AN ALBUM BY
From the crunching, devastating tone of the first track, “I. The Planet,” it’s obvious that Atlanta-based metal heavyweights Norma Jean is far from done with their career. Bands with a 14-year badge may be thinking about retiring or moving on, but Norma Jean has taken their due time with their releases — waiting three years between each of their last three full-length albums — and the time between has instead fostered maturity and growth, producing a beast of an album in Polar Similar.
The reason for this may lie in the band’s belief in anti-stagnation, a culture of experimental expansion. In 2008, the band’s fourth full-length album, The Anti-Mother, came with a flavor of indie in the mix. The ensuing albums returned to the heavy, but, ever since then, they’ve retained that fearlessness of experimentation and fostered it as a skill, creating the cornerstone sound heard on the band’s most recent two albums. It’s a slow move away from the deliberately chaotic nature so notably associated with their early years. In fact, 2010’s Meridional and 2013’s Wrongdoers made for two of the band’s best album debuts, simultaneously bringing them onto two U.S. Billboard charts you might not expect: Hard Rock (No. 6 for Meridional and No. 3 for Wrongdoers) and Independent (No. 8 for Wrongdoers). While chart position isn’t the be-all-end-all, the band’s conscious efforts were being recognized at the highest levels. This is not to say there’s an absence of havoc within their music now or that they’ve abandoned their roots; this is The Almighty Norma Jean we’re talking about, well known for their riotous tendencies — and they haven’t abandoned the home in which they grew up. They just build upon it.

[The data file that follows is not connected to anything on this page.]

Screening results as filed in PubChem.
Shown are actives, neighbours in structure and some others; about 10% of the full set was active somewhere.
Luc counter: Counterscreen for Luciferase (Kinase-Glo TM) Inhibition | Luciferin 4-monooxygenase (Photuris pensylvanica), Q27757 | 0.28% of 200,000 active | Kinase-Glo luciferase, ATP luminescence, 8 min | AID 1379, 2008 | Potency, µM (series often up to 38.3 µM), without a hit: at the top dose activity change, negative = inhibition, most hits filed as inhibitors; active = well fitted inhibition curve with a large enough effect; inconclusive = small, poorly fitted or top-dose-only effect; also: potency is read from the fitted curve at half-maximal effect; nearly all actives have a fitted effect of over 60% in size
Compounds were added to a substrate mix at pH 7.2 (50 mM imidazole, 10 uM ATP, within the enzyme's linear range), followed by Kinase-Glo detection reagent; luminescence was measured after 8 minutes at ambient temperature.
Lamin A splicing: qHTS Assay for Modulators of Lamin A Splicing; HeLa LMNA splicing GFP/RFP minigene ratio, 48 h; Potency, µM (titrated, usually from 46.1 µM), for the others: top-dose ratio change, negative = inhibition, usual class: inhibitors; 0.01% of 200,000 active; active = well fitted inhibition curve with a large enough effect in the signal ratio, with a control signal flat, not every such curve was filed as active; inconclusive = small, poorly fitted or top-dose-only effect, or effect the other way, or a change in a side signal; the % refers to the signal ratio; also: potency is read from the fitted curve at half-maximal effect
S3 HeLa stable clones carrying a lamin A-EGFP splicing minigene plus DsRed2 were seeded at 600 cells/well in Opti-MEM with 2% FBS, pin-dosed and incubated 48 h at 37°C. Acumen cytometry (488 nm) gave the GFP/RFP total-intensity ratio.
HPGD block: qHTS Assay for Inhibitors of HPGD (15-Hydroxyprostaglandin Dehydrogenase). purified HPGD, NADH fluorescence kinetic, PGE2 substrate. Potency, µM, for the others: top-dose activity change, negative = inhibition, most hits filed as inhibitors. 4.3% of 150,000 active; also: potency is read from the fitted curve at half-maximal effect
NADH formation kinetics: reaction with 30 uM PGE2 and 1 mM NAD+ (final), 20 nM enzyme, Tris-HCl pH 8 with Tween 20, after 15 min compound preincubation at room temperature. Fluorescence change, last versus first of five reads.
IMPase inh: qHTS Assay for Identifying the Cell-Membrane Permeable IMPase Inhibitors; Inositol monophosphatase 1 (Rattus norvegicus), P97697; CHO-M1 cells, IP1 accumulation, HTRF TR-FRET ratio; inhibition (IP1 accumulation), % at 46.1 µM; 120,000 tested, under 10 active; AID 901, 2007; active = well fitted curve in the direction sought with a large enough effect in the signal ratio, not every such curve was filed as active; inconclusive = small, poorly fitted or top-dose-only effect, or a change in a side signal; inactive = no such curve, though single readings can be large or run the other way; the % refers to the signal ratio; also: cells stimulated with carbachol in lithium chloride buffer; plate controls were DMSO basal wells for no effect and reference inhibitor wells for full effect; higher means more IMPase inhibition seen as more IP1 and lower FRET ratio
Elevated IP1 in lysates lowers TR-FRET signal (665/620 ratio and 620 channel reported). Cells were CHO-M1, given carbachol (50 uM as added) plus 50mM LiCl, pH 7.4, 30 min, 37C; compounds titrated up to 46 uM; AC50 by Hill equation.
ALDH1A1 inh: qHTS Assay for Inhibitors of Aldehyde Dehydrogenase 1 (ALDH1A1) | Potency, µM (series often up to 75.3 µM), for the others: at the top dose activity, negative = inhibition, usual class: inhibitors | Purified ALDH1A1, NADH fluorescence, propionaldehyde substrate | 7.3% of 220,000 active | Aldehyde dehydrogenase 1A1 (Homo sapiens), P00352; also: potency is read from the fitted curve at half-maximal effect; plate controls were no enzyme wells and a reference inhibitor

Polar Similar feels like the perfect compliment to end the trilogy of albums from the past six years, seamlessly flowing between groove metal, crazy breakdowns, and droning guitars. Couple that with vocalist Cory Brandan’s jump between thrashing vocals and more melodic harmonies (the first single, “1,000,000 Watts,” is a perfect example) and you’ve got a perfect cross-section of the last half decade’s worth of Norma Jean music. Back on Solid State Records — the band returned to their original label after releasing two albums with major label Razor and Tie — it’s a refreshing reminder of where they came from with a nod to where they’re going.
Deep power chords and a grinding nature abound (see “Synthetic Sun”) and dueling guitars meet intricate songwriting (see “Everyone Talking Over Everyone Else”) making this one of the most intense Norma Jean records released. Echoes of The Anti-Mother appear on the stellar “An Ocean of War,” and the epic finale of “IV. The Nexus” will hearken back to the opening track of Wrongdoers, “Hive Minds.” At over ten minutes, it’s a masterpiece of a closer that weaves their history and their modern direction into one tour de force.
The album features interludes along the way; they’re strategically placed to give the album breathing room between the intensity of each track. A few of them linger a bit more than they might need to, but that’s more a reflection of their evolution in experimentation. “II. The People” is haunting and atmospheric with a creepy phone message layered over the tape before Brandan cuts in: “Ready,” he says, as the onslaught of guitars and thrash of “Death is a Living Partner” blasts through. The track is the most reminiscent of early Norma Jean than anything else, and at 2 minutes 18 seconds, it’s doesn’t overstay its welcome and leaves you wanting more.
Each time Norma Jean releases another record, the band has gotten better. The band’s albums build on their predecessors, and that’s certainly the case for Polar Similar: Overall, this should be considered for their best work yet.